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But I’m not convinced such a state of affairs would be good for the Conservative Party. Firstly, the dream of many BBC critics on the right isn’t that the BBC would survive and thrive, but that it would create more space for right-wing media. But a world in which the BBC was competing here in the UK for either advertising or subscriptions would be painful – yes, for the BBC during its period of adjustment, but it would also be pretty difficult for much of the rest of the media. 

If you actually think about what the post-licence fee BBC looks like, you realise that any government very rapidly ends up either having to explain to its allies in the rest of the media why it is allowing the BBC to use the advantages and structural dominance it has acquired during a century of public service broadcasting to crush the competition, or having to directly intervene in the market to scrap and prevent the BBC from providing services the public wants to consume. Neither feels like a comfortable place to be, politically. 

Nor am I convinced that the news ecosystem in a post-licence fee world would be more hospitable to the government of the day that it is now. Because of the nature of the BBC’s charter renewal process, the broadcaster always has an incentive not to be too adversarial towards the government of the day, and that advantage has generally been compounded when we have a Conservative government because most of the British print press is right wing, and the BBC tends to take its lead from the print press. 

Instead, imagine that, whether as a series of joint enterprises with subscription and revenue targets, or as separate businesses licensing the same brand, you have BBC Radio 6 Music seeking to attract subscribers. Its news judgments are, inevitably, going to be shaped around the preferences and prejudices of its (largely younger, and therefore more pro-Labour) audience. Even if you maintain British regulations around news and impartiality, it is difficult to see how a 6 Music competing out on its own would not be more anti-Conservative in some of its underlying assumptions. Other BBC channels would move in the opposite direction, but it is far from clear that the net effect is better for the Conservatives.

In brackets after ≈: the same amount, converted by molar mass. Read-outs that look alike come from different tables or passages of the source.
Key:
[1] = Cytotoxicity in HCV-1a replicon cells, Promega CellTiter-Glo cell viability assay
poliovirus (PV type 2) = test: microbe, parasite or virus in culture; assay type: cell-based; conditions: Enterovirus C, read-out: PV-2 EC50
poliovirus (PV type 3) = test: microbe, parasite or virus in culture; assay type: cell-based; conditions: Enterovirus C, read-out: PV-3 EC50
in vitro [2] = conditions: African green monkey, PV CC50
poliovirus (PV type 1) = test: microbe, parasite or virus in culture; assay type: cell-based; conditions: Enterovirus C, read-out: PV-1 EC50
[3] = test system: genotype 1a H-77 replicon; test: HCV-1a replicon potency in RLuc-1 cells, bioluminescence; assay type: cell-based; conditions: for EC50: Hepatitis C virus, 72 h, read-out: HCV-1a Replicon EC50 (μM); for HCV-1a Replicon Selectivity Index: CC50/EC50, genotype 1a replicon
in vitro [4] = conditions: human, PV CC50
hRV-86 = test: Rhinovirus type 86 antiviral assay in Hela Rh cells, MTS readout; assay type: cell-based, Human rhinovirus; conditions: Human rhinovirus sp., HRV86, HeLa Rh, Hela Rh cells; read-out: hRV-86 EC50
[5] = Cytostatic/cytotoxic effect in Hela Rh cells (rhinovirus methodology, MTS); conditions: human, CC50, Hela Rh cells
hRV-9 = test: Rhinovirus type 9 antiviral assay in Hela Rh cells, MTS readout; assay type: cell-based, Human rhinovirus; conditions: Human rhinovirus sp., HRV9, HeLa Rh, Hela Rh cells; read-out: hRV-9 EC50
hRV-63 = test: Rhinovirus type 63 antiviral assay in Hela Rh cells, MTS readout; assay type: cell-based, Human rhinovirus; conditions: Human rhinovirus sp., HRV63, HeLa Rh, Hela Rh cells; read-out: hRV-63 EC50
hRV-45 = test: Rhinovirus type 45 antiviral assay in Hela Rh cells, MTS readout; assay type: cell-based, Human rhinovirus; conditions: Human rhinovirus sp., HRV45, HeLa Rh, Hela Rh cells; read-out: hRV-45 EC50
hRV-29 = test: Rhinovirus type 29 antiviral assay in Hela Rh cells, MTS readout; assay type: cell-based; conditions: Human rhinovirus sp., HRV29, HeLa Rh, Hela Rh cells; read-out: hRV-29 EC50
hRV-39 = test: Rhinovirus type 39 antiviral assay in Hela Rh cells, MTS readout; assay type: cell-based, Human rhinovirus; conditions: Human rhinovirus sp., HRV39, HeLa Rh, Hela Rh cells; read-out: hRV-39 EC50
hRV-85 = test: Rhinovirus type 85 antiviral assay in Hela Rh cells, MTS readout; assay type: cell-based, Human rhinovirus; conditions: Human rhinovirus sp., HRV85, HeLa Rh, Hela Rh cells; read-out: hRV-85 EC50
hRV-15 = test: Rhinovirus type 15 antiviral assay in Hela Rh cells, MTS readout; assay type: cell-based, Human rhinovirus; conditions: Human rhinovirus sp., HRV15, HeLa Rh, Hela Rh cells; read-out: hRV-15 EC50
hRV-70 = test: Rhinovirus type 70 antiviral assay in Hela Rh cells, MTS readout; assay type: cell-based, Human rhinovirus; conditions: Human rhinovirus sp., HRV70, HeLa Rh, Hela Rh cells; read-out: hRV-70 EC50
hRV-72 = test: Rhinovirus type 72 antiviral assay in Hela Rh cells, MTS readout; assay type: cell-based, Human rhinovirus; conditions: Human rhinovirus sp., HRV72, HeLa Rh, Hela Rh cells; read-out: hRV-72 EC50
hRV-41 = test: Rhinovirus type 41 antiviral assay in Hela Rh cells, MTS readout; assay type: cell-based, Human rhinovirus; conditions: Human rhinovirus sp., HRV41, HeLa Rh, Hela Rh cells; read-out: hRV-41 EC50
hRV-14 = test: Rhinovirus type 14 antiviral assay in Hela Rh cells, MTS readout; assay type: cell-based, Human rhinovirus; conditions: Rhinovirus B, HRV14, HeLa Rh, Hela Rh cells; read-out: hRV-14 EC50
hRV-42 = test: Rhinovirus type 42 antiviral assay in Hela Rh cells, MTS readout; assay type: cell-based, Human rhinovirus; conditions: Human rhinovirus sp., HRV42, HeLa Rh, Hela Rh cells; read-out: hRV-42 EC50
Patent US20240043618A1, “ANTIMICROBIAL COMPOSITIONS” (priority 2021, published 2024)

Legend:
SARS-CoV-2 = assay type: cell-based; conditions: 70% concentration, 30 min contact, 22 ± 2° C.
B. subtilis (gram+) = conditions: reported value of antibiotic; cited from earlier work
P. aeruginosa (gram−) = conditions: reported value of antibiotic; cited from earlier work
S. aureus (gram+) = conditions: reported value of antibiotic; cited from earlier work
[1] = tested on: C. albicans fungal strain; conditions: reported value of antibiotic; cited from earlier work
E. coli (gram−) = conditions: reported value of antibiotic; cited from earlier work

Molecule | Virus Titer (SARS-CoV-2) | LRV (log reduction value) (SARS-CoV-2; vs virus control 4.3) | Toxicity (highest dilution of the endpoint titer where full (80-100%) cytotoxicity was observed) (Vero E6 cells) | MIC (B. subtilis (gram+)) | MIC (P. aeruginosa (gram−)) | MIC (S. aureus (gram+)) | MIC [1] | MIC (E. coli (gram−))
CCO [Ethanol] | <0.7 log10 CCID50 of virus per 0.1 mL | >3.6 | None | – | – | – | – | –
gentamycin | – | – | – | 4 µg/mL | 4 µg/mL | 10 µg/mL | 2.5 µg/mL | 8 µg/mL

Then, of course, there is what we might call the “second bucket” of BBC services: those that do not command a particularly high audience but which the British state has a strong interest in maintaining. These include: revision and other teaching materials used by schools (that are currently free on the BBC website), news that assumes a common state and a shared set of interests and, fundamentally, a platform that allows the government of the day to take to the airwaves when it has to order people to remain in their homes and refrain from physical contact in the face of a novel disease. These are all things that, ultimately, the British government is going to end up on the hook for.

Indeed, the British government’s attempts over the past decade to free itself of its financial obligations to the BBC World Service, which the Foreign Office already funds, is probably the instructive parallel here. Many of the proposed cuts in Foreign Office spending on the BBC World Service did not materialise or have been reversed. A more likely future for the BBC under Conservative governments is the one that has been in use over the past decade: real-terms cuts, but with a genuine re-imagining of how the broadcaster operates always a safe distance away.

[See also: Who should be the BBC’s next political editor?]